I didn’t go to the show with Rhonda, which always feels weird.  I went to the show with another friend and tried my best to make the show feel as normal as possible.  A group of us went out to eat before hand, which always works to get people excited.  Then, the show featured a few highlights that I would like to acknowledge here.

First, this show featured the Electro Set.  Does anyone else remember the Electro Set from 2007-2008?  When I first heard about it, I believed that it was going to suck.  I mean…really…the band was going to stand together in the front of the stage all playing electronic instruments?!  It seemed…boring, at least on paper.  Then, I went to one of the Red Carpet Massacre shows on Broadway and I saw the Electro Set in person.  To say that I was wrong would be an understatement.  I was in awe.  It blew my mind.  Seriously.  Needless to say, then, I was super excited to be able to see it again in Chicago.

While I couldn’t find a video of the electro set from this particular show, I did find one from another show.  If you haven’t seen it, you should watch it.  If you have seen it, you should watch again and remember how cool the Electro Set was.  I am probably not alone in saying that I would love for the band to bring this back.  Everyone I know who saw it loved it and everyone who didn’t see it in person wants to.

The other highlight is not the fact that Billy Corgan from Smashing Pumpkins appeared to perform The Chauffeur.  While I’m sure that many people loved that, it didn’t excite me all that much.  I had really liked Smashing Pumpkins then I saw them live.  I was unimpressed.  In fact, I was so unimpressed that I left before they finished, which I never, ever do.  So, his appearance didn’t cut for me.  No, the other personal highlight was the fact that John Taylor came out for the encore in an Obama t-shirt.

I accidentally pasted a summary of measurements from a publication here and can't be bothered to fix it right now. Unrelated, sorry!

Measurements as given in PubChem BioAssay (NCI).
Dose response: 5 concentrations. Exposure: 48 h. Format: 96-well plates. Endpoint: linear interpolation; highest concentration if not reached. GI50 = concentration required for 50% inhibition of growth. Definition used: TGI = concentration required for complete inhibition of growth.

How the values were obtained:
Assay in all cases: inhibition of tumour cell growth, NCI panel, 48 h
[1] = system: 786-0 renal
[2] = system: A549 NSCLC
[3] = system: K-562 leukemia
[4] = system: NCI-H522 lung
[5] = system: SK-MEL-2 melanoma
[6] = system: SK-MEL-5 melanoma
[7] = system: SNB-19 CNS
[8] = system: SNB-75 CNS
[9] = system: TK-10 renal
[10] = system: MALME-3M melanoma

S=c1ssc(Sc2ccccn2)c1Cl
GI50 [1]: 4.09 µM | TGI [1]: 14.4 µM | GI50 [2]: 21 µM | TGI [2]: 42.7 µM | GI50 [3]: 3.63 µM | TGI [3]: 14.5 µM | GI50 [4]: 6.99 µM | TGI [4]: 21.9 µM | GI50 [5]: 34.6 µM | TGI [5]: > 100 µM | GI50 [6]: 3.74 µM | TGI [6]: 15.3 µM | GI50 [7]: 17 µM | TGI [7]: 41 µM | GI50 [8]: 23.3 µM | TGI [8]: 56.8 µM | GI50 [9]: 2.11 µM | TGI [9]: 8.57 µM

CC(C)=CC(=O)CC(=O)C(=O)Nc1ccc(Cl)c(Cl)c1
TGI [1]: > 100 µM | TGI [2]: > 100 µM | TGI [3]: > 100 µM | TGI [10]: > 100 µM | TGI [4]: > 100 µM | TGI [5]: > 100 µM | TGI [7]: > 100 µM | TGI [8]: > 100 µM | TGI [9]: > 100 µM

To refresh people’s memories, the spring of 2008 meant that the United States was deep into presidential primary season.  The political parties were busy trying to figure out who the nominee was going to be.  Not only had I decided whom I would be voting for, but I started volunteering for the Obama campaign a few months prior in February.  By May, I was starting to work pretty seriously for the campaign.  My friends at the show knew this so when John Taylor came on stage in the t-shirt all of them turned towards me, all excited for me.  Clearly, I wasn’t expecting this at all.  I would have been fine if John did not support my favorite or didn’t agree with me, politically.  Yet, it made me feel…proud in my decision to work for the Obama campaign.  I loved having these two very different worlds of politics and fandom come together.

Most of the time I try to keep my worlds separate.  Usually, I say the reason for this is that I don’t want to alienate others, which is true. More than that, though, I worry that I would be rejected.  When I’m with my political people, I avoid the discussion of fandom.  I worry that they wouldn’t get it or that they would think I was weird for loving a band so much.  I definitely try to tone down the politics when I’m focused on fandom because I truly believe that some people that I call my friends in the fan community would hate me because of my activism.  At that moment when John Taylor showed his support of Obama for the first time, I felt safe.  I could be completely me and still be liked and accepted.

I liked that feeling.  I hope that by remembering that show and those memories that I feel that way again, at least for a day or two.

-A